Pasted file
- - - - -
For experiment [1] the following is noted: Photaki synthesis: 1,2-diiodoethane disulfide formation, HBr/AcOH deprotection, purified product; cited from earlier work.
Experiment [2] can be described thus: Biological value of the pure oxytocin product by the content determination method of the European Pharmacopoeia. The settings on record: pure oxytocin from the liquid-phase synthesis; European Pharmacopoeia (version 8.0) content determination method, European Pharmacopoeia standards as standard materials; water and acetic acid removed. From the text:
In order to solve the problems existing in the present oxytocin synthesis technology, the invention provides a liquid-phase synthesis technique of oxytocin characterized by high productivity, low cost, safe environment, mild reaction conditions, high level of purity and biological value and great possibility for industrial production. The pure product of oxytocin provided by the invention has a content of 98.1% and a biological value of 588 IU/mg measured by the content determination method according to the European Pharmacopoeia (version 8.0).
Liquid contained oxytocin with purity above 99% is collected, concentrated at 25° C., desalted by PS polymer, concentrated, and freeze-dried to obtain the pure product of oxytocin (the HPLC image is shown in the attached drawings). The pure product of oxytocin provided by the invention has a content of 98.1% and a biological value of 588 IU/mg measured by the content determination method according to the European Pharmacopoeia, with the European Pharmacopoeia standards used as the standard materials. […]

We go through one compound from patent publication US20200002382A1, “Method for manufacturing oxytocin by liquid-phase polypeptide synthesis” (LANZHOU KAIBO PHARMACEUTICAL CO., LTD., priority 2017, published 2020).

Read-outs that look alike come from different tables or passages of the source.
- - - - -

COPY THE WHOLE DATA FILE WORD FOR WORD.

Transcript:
For experiment [1] the following is noted: Photaki synthesis: 1,2-diiodoethane disulfide formation, HBr/AcOH deprotection, purified product; cited from earlier work.
Experiment [2] can be described thus: Biological value of the pure oxytocin product by the content determination method of the European Pharmacopoeia. The settings on record: pure oxytocin from the liquid-phase synthesis; European Pharmacopoeia (version 8.0) content determination method, European Pharmacopoeia standards as standard materials; water and acetic acid removed. From the text:
In order to solve the problems existing in the present oxytocin synthesis technology, the invention provides a liquid-phase synthesis technique of oxytocin characterized by high productivity, low cost, safe environment, mild reaction conditions, high level of purity and biological value and great possibility for industrial production. The pure product of oxytocin provided by the invention has a content of 98.1% and a biological value of 588 IU/mg measured by the content determination method according to the European Pharmacopoeia (version 8.0).
Liquid contained oxytocin with purity above 99% is collected, concentrated at 25° C., desalted by PS polymer, concentrated, and freeze-dried to obtain the pure product of oxytocin (the HPLC image is shown in the attached drawings). The pure product of oxytocin provided by the invention has a content of 98.1% and a biological value of 588 IU/mg measured by the content determination method according to the European Pharmacopoeia, with the European Pharmacopoeia standards used as the standard materials. […]

We go through one compound from patent publication US20200002382A1, “Method for manufacturing oxytocin by liquid-phase polypeptide synthesis” (LANZHOU KAIBO PHARMACEUTICAL CO., LTD., priority 2017, published 2020).

Read-outs that look alike come from different tables or passages of the source.